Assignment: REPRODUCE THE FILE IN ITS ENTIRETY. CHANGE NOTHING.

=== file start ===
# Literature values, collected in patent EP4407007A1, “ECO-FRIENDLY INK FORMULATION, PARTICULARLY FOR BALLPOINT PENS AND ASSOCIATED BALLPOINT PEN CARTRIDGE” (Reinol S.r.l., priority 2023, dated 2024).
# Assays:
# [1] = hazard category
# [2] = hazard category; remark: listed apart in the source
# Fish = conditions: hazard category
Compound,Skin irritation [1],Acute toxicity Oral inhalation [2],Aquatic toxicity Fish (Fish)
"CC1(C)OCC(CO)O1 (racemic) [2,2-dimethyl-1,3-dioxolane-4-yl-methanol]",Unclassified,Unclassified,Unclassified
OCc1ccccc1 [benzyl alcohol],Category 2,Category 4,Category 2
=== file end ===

# Literature values, collected in patent EP4407007A1, “ECO-FRIENDLY INK FORMULATION, PARTICULARLY FOR BALLPOINT PENS AND ASSOCIATED BALLPOINT PEN CARTRIDGE” (Reinol S.r.l., priority 2023, dated 2024).
# Assays:
# [1] = hazard category
# [2] = hazard category; remark: listed apart in the source
# Fish = conditions: hazard category
Compound,Skin irritation [1],Acute toxicity Oral inhalation [2],Aquatic toxicity Fish (Fish)
"CC1(C)OCC(CO)O1 (racemic) [2,2-dimethyl-1,3-dioxolane-4-yl-methanol]",Unclassified,Unclassified,Unclassified
OCc1ccccc1 [benzyl alcohol],Category 2,Category 4,Category 2